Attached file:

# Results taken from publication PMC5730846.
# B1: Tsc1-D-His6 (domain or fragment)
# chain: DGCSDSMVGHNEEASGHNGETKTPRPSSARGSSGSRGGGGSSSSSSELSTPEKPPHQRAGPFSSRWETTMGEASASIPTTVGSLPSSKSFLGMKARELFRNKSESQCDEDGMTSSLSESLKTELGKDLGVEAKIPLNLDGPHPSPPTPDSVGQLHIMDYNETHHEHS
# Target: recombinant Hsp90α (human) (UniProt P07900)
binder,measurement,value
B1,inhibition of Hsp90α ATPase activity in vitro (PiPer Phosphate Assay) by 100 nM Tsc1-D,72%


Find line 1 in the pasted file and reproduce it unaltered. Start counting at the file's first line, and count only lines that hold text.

# Results taken from publication PMC5730846.